My father, Charles Chiniquy [pronounced, "Chi-ni-quay"], born in Quebec, hadstudied in the Theological Seminary of that city, to prepare himself for thepriesthood. But a few days before making his vows, having been the witness of agreat iniquity in the high quarters of the church, he changed his mind, studiedlaw, and became a notary.Married to Reine Perrault, daughter of Mitchel Perrault, in 1803 he settled at firstin Kamoraska, where I was born on the 30th July, 1809.About four or five years later my parents emigrated to Murray Bay. That placewas then in its infancy, and no school had yet been established. My mother was,therefore, my first teacher.Before leaving the Seminary of Quebec my father had received from one of theSuperiors, as a token of his esteem, a beautiful French and Latin Bible. ThatBible was the first book, after the A B C, in which I was taught to read. My mother selected the chapters which she considered the most interesting for me; and Iread them every day with the greatest attention and pleasure. I was even somuch pleased with several chapters, that I read them over and over again till Iknew them by heart.
When eight or nine years of age, I had learned by heart the history of the creationand fall of man; the deluge; the sacrifice of Isaac; the history of Moses; theplagues of Egypt; the sublime hymn of Moses after crossing the Red Sea; thehistory of Samson; the most interesting events of the life of David; severalPsalms; all the speeches and parables of Christ; and the whole history of thesufferings and death of our Saviour as narrated by John.I had two brothers, Louis and Achille; the first about four, the second about eightyears younger than myself. When they were sleeping or playing together, howmany delicious hours I have spent by my mother's side, in reading to her thesublime pages of the divine book.Sometimes she interrupted me to see if I understood what I read; and when myanswers made her sure that I understood it, she used to kiss me and press meon her bosom as an expression of her joy.One day, while I was reading the history of the sufferings of the Saviour, myyoung heart was so much impressed that I could hardly enunciate the words, andmy voice trembled. My mother, perceiving my emotion, tried to say something onthe love of Jesus for us, but she could not utter a word her voice was suffocatedby her sobs. She leaned her head on my forehead, and I felt two streams of tearsfalling from her eyes on my cheeks. I could not contain myself any longer. I weptalso; and my tears were mixed with hers. The holy book fell from my hands, and Ithrew myself into my dear mother's arms.No human words can express what was felt in her soul and in mine in that mostblessed hour! No! I will never forget that solemn hour, when my mother's heartwas perfectly blended with mine at the feet of our dying Saviour. There was areal perfume from heaven in those my mother's tears which were flowing on me.It seemed then, as it does seem to me today, that there was a celestial harmonyin the sound of her voice and in her sobs. Though more than half a century haspassed since that solemn hour when Jesus, for the first time, revealed to mesomething of His suffering and of His love, my heart leaps with joy every time Ithink of it.We were some distance from the church, and the roads, in the rainy days, werevery bad. On the Sabbath days the neighbouring farmers, unable to go to church,were accustomed to gather at our house in the evening. Then my parents usedto put me up on a large table in the midst of the assembly, and I delivered tothose good people the most beautiful parts of the Old and New Testaments. Thebreathless attention, the applause of our guests, and may I tell it often the tearsof joy which my mother tried in vain to conceal, supported my strength and gaveme the courage I wanted, to speak when so young before so many people. Whenmy parents saw that I was growing tired, my mother, who had a fine voice, sangsome of the beautiful French hymns with which her memory was filled.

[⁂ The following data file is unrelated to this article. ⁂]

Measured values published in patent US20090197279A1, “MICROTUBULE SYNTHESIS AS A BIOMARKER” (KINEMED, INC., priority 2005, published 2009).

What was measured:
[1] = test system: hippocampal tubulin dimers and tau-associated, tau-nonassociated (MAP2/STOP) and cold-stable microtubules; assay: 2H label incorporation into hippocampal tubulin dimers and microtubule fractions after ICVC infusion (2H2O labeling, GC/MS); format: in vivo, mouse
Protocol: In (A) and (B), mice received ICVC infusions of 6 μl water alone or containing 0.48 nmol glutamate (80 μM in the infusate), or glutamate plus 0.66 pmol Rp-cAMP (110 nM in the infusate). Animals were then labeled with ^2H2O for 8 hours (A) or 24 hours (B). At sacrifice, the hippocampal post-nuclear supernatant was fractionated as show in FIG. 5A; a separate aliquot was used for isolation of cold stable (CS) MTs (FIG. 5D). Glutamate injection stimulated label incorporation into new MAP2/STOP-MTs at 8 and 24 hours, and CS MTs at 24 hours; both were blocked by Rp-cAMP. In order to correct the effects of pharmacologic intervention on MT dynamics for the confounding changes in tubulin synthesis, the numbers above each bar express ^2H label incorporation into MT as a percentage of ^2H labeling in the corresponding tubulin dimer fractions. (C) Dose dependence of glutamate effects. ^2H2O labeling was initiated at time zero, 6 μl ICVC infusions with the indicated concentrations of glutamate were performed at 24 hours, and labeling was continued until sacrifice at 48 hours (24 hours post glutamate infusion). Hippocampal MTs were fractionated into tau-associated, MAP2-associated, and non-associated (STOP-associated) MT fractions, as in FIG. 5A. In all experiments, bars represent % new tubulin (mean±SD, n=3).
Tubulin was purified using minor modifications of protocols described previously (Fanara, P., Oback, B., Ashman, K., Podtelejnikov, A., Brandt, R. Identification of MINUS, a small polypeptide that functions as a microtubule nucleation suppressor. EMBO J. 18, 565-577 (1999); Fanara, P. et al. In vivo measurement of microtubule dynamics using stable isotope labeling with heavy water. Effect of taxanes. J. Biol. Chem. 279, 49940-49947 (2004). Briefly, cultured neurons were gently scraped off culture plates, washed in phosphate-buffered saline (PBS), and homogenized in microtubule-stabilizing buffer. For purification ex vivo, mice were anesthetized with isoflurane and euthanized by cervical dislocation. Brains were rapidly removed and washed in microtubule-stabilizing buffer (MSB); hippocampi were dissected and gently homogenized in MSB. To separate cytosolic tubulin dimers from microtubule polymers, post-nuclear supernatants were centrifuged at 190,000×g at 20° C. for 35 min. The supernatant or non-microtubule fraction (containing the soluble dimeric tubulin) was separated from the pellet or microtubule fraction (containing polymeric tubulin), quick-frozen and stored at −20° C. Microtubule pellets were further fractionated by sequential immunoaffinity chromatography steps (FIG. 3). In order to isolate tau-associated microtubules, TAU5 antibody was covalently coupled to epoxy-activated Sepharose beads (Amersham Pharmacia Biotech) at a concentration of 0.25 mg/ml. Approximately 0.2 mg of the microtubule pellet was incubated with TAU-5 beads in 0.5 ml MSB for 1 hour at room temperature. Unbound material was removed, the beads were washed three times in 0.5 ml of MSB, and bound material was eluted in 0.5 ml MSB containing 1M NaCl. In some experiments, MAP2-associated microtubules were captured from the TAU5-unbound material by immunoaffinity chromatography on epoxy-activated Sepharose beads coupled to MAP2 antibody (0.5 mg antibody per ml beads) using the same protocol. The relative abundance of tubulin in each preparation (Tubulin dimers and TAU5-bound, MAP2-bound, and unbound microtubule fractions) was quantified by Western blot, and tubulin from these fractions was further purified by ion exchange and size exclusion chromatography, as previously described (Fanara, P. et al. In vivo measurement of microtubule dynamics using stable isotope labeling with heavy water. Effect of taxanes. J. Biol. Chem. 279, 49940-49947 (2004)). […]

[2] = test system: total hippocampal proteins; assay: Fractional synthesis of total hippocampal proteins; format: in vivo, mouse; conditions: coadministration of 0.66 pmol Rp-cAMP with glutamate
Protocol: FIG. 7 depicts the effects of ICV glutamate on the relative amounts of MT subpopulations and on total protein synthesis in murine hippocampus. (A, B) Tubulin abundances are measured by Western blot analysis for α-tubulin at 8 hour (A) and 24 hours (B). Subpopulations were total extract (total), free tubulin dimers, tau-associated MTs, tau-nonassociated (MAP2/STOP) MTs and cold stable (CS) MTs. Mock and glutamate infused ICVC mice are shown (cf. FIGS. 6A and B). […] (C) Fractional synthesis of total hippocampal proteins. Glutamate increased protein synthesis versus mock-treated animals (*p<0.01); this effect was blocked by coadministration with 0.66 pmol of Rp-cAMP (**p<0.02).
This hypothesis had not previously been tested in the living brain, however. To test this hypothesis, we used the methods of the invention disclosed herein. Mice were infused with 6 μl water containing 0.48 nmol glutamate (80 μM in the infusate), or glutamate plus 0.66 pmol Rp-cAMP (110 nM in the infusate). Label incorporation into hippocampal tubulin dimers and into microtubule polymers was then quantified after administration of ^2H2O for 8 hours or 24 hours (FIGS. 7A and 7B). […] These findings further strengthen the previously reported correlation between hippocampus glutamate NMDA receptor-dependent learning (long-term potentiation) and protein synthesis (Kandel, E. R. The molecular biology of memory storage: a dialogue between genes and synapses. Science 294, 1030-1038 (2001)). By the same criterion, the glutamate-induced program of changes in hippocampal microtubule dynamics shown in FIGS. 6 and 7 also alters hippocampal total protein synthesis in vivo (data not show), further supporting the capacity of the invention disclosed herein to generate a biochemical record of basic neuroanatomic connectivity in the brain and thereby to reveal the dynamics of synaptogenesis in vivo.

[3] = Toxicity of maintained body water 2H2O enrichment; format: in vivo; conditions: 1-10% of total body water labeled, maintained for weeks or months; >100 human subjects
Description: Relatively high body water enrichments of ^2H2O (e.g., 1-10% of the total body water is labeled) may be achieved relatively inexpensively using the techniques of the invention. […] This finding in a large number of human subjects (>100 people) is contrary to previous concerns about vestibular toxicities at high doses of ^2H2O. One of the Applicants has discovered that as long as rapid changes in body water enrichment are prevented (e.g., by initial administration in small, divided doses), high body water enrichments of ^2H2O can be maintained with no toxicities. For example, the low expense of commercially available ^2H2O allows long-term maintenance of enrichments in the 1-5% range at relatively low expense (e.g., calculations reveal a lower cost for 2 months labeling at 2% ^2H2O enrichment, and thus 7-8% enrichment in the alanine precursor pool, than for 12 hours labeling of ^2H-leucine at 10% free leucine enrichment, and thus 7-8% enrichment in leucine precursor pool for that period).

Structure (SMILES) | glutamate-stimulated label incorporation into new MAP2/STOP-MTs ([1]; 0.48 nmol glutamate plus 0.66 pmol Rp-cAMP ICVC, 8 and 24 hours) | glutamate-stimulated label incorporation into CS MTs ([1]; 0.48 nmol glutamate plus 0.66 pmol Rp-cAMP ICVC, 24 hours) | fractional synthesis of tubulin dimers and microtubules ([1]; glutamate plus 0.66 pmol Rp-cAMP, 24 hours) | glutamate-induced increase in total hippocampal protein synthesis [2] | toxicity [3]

Several times, when the fine weather allowed me to go to church with myparents, the farmers would take me into their caleches (buggies) at the door of the temple, and request me to give them some chapter of the Gospel. With amost perfect attention they listened to the voice of the child, whom the GoodMaster had chosen to give them the bread which comes from heaven. More thanonce, I remember, that when the bell called us to the church, they expressedtheir regret that they could not hear more.On one of the beautiful spring days of 1818 my father was writing in his office,and my mother was working with her needle, singing one of her favourite hymns,and I was at the door, playing and talking to a fine robin which I had so perfectlytrained that he followed me wherever I went. All of a sudden I saw the priestcoming near the gate. The sight of him sent a thrill of uneasiness through mywhole frame. It was his first visit to our home.The priest was a person below the common stature, and had an unpleasantappearance his shoulders were large and he was very corpulent; his hair waslong and uncombed, and his double chin seemed to groan under the weight of his flabby cheeks.I hastily ran to the door and whispered to my parents, "M. le Cur'e arrive ("Mr.Curate is coming"). The last sound was hardly out of my lips when the Rev. Mr.Courtois was at the door, and my father, shaking hands with him, gave him awelcome.That priest was born in France, where he had a narrow escape, having beencondemned to death under the bloody administration of Robespierre. He hadfound a refuge, with many other French priests, in England, whence he came toQuebec, and the bishop of that place had given him the charge of the parish of Murray Bay.His conversation was animated and interesting for the first quarter of an hour. Itwas a real pleasure to hear him. But of a sudden his countenance changed as if a dark cloud had come over his mind, and he stopped talking. My parents hadkept themselves on a respectful reserve with the priest. They seemed to have noother mind than to listen to him. The silence which followed was exceedinglyunpleasant for all the parties. It looked like the heavy hour which precedes astorm. At length the priest, addressing my faith, said, "Mr. Chiniquy, is it true thatyou and your child read the Bible?""Yes, sir," was the quick reply, "my little boy and I read the Bible, and what is stillbetter, he has learned by heart a great number of its most interesting chapters. If you will allow it, Mr. Curate, he will give you some of them.""I did not come for that purpose," abruptly replied the priest; "but do you not know